Arianna Pena" />

As finals week creeps up on Alina Chernoff, so does stress and anxiety over final chemistry exams, multi-step projects, and course grades. The 19-year-old chemistry student has found the second floor of the library at LaGuardia Community College a quiet sanctuary where the panic over finals disappears. But with most of the library now inaccessible due to renovations, the burden of finding a quiet study spot on campus is another stressor during finals week.

“There’s no real place to study around here,” said Chernoff. “Nowhere that’s as quiet as that part of the library.”

The mezzanine and second floor of the two-story library at LaGuardia Community College has been temporarily closed off due to construction and renovations, limiting student access to the ground floor.

The first floor is designated for computer usage and group study, with minimal regulations on noise and conversations. The top floor is a direct contrast: no music, talking, food or drink aside from water, and no noise whatsoever.

“I’m only able to focus when it’s pitch silent. I don’t even like music in the background or anything,” said Chernoff. “My family is so noisy, it’s always loud and crazy at home, so I would always go up to the library and get everything done there.”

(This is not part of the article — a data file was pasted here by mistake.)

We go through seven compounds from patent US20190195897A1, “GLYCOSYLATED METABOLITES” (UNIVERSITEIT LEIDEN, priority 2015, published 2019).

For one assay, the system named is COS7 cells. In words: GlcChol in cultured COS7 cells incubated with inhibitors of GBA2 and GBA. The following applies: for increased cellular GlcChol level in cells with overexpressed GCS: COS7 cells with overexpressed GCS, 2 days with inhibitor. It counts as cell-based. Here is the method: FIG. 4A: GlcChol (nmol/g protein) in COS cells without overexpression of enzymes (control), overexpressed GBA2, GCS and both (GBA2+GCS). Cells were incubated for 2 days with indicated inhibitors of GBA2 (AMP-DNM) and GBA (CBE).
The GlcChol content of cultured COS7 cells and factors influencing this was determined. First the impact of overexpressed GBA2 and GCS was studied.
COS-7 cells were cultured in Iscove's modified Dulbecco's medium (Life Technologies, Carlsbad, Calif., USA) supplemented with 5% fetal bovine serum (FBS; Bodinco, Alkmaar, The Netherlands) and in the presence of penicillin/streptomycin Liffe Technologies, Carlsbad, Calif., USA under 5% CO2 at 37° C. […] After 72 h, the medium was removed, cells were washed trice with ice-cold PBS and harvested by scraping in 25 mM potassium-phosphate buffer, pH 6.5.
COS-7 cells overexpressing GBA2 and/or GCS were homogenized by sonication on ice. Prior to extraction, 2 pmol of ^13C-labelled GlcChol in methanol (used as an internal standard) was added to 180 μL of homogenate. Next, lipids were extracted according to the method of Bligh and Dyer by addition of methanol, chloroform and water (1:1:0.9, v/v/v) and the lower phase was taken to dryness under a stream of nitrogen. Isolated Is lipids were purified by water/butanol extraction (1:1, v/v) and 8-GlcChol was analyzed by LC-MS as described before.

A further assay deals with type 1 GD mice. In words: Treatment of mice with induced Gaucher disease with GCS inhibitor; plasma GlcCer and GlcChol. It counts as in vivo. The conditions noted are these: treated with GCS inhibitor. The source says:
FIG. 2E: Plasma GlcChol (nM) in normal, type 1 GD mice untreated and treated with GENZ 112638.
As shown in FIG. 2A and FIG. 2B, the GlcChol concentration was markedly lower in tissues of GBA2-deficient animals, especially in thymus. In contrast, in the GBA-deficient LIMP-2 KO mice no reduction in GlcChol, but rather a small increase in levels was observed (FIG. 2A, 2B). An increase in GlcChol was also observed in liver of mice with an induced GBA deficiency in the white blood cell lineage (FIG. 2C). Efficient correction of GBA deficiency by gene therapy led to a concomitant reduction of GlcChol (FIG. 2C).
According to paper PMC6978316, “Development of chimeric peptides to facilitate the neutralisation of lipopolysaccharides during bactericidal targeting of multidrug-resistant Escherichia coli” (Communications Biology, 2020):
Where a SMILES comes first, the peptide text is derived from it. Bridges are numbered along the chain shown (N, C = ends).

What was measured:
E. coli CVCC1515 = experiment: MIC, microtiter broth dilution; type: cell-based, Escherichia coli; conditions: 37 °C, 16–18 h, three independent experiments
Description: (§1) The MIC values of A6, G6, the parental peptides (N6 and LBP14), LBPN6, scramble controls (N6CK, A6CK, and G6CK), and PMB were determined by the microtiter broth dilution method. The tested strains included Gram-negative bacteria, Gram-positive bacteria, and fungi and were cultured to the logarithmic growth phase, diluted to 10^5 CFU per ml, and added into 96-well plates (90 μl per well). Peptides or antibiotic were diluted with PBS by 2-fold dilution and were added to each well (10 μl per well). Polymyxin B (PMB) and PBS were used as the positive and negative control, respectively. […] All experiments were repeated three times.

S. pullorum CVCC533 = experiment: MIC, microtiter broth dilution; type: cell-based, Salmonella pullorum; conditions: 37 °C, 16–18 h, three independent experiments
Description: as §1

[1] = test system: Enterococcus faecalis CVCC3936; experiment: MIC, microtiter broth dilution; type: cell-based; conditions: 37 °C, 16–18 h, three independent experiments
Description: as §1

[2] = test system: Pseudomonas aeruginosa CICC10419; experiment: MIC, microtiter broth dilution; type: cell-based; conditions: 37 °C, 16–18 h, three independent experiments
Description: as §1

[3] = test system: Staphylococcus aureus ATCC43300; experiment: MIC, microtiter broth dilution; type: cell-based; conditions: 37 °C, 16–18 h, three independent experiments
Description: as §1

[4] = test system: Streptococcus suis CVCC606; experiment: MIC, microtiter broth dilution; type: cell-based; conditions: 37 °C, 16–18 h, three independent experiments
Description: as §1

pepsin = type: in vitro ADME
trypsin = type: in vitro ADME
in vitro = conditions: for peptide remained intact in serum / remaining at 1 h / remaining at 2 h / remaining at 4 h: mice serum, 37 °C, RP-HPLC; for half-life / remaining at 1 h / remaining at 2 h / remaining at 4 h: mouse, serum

Francisco Oliveira, a 20-year-old fine arts student, shares a similar sentiment. “It was the only place in LaGuardia that would get super quiet in the middle of the day. Everywhere else would get so loud,” said Oliveira. 

The library construction has pushed students to find different locations outside of the library to review for exams, but according to students, these temporary relocations pale in comparison to the quiet second floor. 

A common study spot is the E-Building atrium, where students can be seen sitting at one of the dozen long white tables, working on assignments, hanging out with friends, or enjoying a quick lunch between classes.

“Those tables outside? Absolutely not.” said Chernoff.  “There’s no outlets for your laptop or phone, you have people playing music, talking, and laughing. Then you have the Starbucks and everyone talking to each other on line. I can barely hear myself think sometimes.”

With the temporary loss of the top floor of the library, Alina Chernoff is not alone in her quest to find a quiet study spot on campus.

“There’s definitely some quiet spots, but it doesn’t take long for those to get noisy.” said Chernoff, “So what now? Where else am I supposed to go?”